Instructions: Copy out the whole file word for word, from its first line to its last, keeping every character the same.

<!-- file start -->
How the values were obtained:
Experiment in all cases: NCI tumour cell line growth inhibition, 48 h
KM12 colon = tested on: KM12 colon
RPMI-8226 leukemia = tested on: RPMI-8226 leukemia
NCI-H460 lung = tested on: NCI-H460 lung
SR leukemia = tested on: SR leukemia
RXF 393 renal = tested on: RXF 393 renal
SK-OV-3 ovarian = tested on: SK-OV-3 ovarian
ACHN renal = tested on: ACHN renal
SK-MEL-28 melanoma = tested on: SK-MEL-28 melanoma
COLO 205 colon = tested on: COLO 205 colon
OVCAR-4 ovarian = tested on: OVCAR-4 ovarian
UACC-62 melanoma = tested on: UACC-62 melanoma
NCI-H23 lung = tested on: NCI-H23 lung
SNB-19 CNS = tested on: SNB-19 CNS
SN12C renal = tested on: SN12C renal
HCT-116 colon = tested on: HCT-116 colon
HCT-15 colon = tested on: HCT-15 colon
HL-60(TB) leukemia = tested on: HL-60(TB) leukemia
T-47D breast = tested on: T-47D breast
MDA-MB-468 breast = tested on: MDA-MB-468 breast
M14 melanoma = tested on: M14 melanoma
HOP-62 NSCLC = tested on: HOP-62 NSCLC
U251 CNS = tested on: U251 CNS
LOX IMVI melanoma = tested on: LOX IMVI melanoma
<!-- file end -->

How the values were obtained:
Experiment in all cases: NCI tumour cell line growth inhibition, 48 h
KM12 colon = tested on: KM12 colon
RPMI-8226 leukemia = tested on: RPMI-8226 leukemia
NCI-H460 lung = tested on: NCI-H460 lung
SR leukemia = tested on: SR leukemia
RXF 393 renal = tested on: RXF 393 renal
SK-OV-3 ovarian = tested on: SK-OV-3 ovarian
ACHN renal = tested on: ACHN renal
SK-MEL-28 melanoma = tested on: SK-MEL-28 melanoma
COLO 205 colon = tested on: COLO 205 colon
OVCAR-4 ovarian = tested on: OVCAR-4 ovarian
UACC-62 melanoma = tested on: UACC-62 melanoma
NCI-H23 lung = tested on: NCI-H23 lung
SNB-19 CNS = tested on: SNB-19 CNS
SN12C renal = tested on: SN12C renal
HCT-116 colon = tested on: HCT-116 colon
HCT-15 colon = tested on: HCT-15 colon
HL-60(TB) leukemia = tested on: HL-60(TB) leukemia
T-47D breast = tested on: T-47D breast
MDA-MB-468 breast = tested on: MDA-MB-468 breast
M14 melanoma = tested on: M14 melanoma
HOP-62 NSCLC = tested on: HOP-62 NSCLC
U251 CNS = tested on: U251 CNS
LOX IMVI melanoma = tested on: LOX IMVI melanoma